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What’s next after trying to blame the victim in the General Assembly?

December 7, 2018 at 12:42 pm

President of Palestine Mahmoud Abbas delivers a speech during the 73rd Session of the UN General Assembly in New York, US on 27 September 2018 [Thaer Ghanaim/Palestinian Presidency/Anadolu Agency]

The world must forget its commitments to rights and justice, its obligations under international law, the Quartet’s promises to establish a “viable and independent Palestinian state”. An end must be put to the repeated condemnations directed at the Israeli occupation and its constant attacks and violations, including killing peaceful demonstrators participating in the mass protests on the outskirts of the Gaza Strip and the rampant settlement activity in the West Bank and East Jerusalem.

For this reason, the Trump administration called for a vote on a carefully crafted draft resolution to divert attention away from the essence of the Palestinian cause and to try to blame the victim. It aims to overturn the agenda and mix up all the playing cards suddenly, in order to portray the problem as being the Palestinian people, not the occupation and its consequences.

The world was asked to vote in the General Assembly on 6 December to respond to a biased and essentially subjective question from the United States. They were forced to decide under intense pressure and orders, which some states were forced to comply with based on the wishes of the United States, and perhaps some were subject to light exploitation and promised political support or aid.

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The draft resolution is formulating in a very misleading manner. It speaks superficially of condemning Hamas to avoid openly criticising the Palestinian people and their overall resistance and it absolves the Israeli occupation of its fundamental responsibility for the situation.

It seems that this is an attempt by the American administration to avenge its bruised ego after the embarrassments it faced over an entire year. Its new move to vote is occurring to coincide with the first anniversary of Trump’s announcement recognising Jerusalem as the capital of Israel and decision to move the American embassy to the city, something avoided by previous administrations. The Trump administration found itself alone after making this biased decision, as the world was asked to announce its position on the matter in a vote in January 2018. The Trump administration was shown to be internationally isolated in its decision towards Jerusalem. There was a vote yesterday in which the discussion was directed at a completely different arena: the Palestinian resistance’s response to the Israeli bombings and the launch of incendiary kites and balloons from the Gaza Strip.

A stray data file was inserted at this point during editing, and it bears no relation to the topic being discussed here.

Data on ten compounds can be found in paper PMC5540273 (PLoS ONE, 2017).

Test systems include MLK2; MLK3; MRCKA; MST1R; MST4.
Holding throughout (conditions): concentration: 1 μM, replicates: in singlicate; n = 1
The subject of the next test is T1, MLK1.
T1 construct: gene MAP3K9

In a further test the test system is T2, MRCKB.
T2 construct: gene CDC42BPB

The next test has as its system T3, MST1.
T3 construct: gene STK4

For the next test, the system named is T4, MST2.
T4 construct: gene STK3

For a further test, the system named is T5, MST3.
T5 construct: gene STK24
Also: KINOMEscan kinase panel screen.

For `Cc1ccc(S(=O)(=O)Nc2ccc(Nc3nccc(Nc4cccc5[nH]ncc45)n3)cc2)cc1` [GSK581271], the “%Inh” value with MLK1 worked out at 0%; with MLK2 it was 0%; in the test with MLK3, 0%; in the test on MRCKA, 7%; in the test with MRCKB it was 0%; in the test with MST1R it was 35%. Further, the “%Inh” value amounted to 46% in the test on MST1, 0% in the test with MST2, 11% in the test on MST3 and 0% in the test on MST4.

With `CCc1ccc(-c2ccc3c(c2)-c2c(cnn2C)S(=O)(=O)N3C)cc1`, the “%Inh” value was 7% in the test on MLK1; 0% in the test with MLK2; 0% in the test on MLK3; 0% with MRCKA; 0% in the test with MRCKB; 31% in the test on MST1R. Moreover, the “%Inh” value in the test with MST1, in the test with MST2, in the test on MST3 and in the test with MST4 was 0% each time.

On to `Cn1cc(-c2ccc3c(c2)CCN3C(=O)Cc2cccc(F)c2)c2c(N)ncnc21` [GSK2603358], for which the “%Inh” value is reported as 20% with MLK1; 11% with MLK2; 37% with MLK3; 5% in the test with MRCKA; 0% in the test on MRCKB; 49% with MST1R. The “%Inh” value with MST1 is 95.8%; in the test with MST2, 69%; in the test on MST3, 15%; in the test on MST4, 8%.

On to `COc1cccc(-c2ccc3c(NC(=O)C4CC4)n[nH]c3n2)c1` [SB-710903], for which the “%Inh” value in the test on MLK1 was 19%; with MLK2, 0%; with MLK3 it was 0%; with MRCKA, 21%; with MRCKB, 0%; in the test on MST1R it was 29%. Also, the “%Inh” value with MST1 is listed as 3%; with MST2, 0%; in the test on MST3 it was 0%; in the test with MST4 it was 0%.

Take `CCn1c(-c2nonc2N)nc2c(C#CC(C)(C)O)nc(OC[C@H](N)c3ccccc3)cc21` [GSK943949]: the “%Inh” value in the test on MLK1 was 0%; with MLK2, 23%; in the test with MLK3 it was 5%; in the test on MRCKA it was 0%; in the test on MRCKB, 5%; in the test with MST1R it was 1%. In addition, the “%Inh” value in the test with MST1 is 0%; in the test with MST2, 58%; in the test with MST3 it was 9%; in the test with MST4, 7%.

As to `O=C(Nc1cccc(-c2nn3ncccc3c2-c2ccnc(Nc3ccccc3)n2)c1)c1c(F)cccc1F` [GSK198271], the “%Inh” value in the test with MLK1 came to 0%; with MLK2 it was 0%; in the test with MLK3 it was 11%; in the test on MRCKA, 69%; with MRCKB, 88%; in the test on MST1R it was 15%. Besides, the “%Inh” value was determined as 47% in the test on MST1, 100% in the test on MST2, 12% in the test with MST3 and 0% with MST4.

US embassy might be moved to Jerusalem – Cartoon [Sabaaneh/MiddleEastMonitor]

The drafting of the US draft resolution was in a manner that focused attention on a specific part of its context, drawing the world into a debate outside the core issue. It was clear that many of the countries defending the Palestinians’ inalienable rights would be silenced or embarrassed by this unimaginative trick. Yesterday’s vote, however, led to a new disappointment for Trump’s administration, despite all the hard work they had put in over the past few days to win this round. This angered US Representative Nikki Haley, once again, and she stormed out of the room without voting on the Irish alternative.

In this critical round of voting, the world bypassed the US administration by requiring a two-thirds majority to approve its project. Moreover, 33 countries abstained from the vote while 57 countries voted against the resolution. Thus, the US-Israeli position was unable to pass a resolution favouring the occupation despite 87 countries backing it after an intensive mobilisation campaign that, at first glance, seemed to be a guaranteed success.

The US draft resolution fell in the General Assembly vote, but we must immediately steer the international debate regarding the Palestinian cause back to its logical priorities, which have been manipulated to portray the violent occupation as the defeated victim. The American action in the General Assembly ignored all that was issued by this UN council in the past on the question of Palestine, even the decision issued in October 2003 condemning the Separation Wall built by the occupation authorities in the West Bank and calling for its demolition. However, this resolution, like the many other related resolutions, has remained ink on paper.

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A few years ago, I met European diplomats who criticised the launching of “indiscriminate rockets” from the Gaza Strip, as was claimed at the time. I shared their concern about these “indiscriminate rockets” and asked them whether they believed the solution to the problem is to provide the Palestinians with very accurate weapons and ammunition and smart technologies such as those obtained by Israelis from Western countries. What happened in the American draft resolution that fell in the UN vote gives a different perception of the meaning of such criticism.

What happened in the international forum yesterday is that a major superpower, which gives its best weapons, ammunition and military expertise and technologies to an occupation government that commits war crimes, tried to lure the world into taking a stand against the people under occupation, as if they are supposed to hold flowers and sing about the beauty of life under Israeli bombing.

The views expressed in this article belong to the author and do not necessarily reflect the editorial policy of Middle East Monitor.